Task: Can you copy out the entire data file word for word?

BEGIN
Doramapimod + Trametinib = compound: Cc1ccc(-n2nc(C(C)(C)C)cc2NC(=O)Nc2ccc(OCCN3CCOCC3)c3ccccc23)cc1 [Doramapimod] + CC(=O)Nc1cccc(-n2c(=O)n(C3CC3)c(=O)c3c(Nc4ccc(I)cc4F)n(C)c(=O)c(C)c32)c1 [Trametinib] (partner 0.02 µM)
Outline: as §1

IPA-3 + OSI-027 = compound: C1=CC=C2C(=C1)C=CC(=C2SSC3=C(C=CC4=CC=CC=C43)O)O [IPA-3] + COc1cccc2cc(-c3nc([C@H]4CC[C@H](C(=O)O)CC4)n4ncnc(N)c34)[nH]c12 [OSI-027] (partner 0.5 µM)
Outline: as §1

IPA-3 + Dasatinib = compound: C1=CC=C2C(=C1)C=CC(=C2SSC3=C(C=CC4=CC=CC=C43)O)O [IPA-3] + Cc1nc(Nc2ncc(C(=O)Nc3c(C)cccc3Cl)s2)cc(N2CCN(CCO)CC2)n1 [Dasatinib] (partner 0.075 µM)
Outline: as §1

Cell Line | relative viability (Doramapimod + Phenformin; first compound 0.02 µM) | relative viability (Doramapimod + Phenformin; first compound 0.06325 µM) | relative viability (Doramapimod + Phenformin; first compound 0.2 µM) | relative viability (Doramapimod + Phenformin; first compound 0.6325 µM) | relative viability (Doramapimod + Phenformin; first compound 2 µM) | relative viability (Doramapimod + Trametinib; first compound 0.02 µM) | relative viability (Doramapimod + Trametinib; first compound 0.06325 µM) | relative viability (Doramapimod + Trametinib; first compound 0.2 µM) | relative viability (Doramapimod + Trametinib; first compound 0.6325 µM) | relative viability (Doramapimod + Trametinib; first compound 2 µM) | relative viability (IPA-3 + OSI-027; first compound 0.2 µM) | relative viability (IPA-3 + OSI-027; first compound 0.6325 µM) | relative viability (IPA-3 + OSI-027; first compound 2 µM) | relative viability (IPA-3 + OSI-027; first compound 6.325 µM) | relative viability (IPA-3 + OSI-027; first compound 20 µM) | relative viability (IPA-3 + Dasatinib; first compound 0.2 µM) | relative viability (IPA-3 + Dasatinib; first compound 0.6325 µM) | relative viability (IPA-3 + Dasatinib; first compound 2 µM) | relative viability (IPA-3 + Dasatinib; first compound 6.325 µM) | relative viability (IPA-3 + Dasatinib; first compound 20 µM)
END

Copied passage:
Doramapimod + Trametinib = compound: Cc1ccc(-n2nc(C(C)(C)C)cc2NC(=O)Nc2ccc(OCCN3CCOCC3)c3ccccc23)cc1 [Doramapimod] + CC(=O)Nc1cccc(-n2c(=O)n(C3CC3)c(=O)c3c(Nc4ccc(I)cc4F)n(C)c(=O)c(C)c32)c1 [Trametinib] (partner 0.02 µM)
Outline: as §1

IPA-3 + OSI-027 = compound: C1=CC=C2C(=C1)C=CC(=C2SSC3=C(C=CC4=CC=CC=C43)O)O [IPA-3] + COc1cccc2cc(-c3nc([C@H]4CC[C@H](C(=O)O)CC4)n4ncnc(N)c34)[nH]c12 [OSI-027] (partner 0.5 µM)
Outline: as §1

IPA-3 + Dasatinib = compound: C1=CC=C2C(=C1)C=CC(=C2SSC3=C(C=CC4=CC=CC=C43)O)O [IPA-3] + Cc1nc(Nc2ncc(C(=O)Nc3c(C)cccc3Cl)s2)cc(N2CCN(CCO)CC2)n1 [Dasatinib] (partner 0.075 µM)
Outline: as §1

Cell Line | relative viability (Doramapimod + Phenformin; first compound 0.02 µM) | relative viability (Doramapimod + Phenformin; first compound 0.06325 µM) | relative viability (Doramapimod + Phenformin; first compound 0.2 µM) | relative viability (Doramapimod + Phenformin; first compound 0.6325 µM) | relative viability (Doramapimod + Phenformin; first compound 2 µM) | relative viability (Doramapimod + Trametinib; first compound 0.02 µM) | relative viability (Doramapimod + Trametinib; first compound 0.06325 µM) | relative viability (Doramapimod + Trametinib; first compound 0.2 µM) | relative viability (Doramapimod + Trametinib; first compound 0.6325 µM) | relative viability (Doramapimod + Trametinib; first compound 2 µM) | relative viability (IPA-3 + OSI-027; first compound 0.2 µM) | relative viability (IPA-3 + OSI-027; first compound 0.6325 µM) | relative viability (IPA-3 + OSI-027; first compound 2 µM) | relative viability (IPA-3 + OSI-027; first compound 6.325 µM) | relative viability (IPA-3 + OSI-027; first compound 20 µM) | relative viability (IPA-3 + Dasatinib; first compound 0.2 µM) | relative viability (IPA-3 + Dasatinib; first compound 0.6325 µM) | relative viability (IPA-3 + Dasatinib; first compound 2 µM) | relative viability (IPA-3 + Dasatinib; first compound 6.325 µM) | relative viability (IPA-3 + Dasatinib; first compound 20 µM)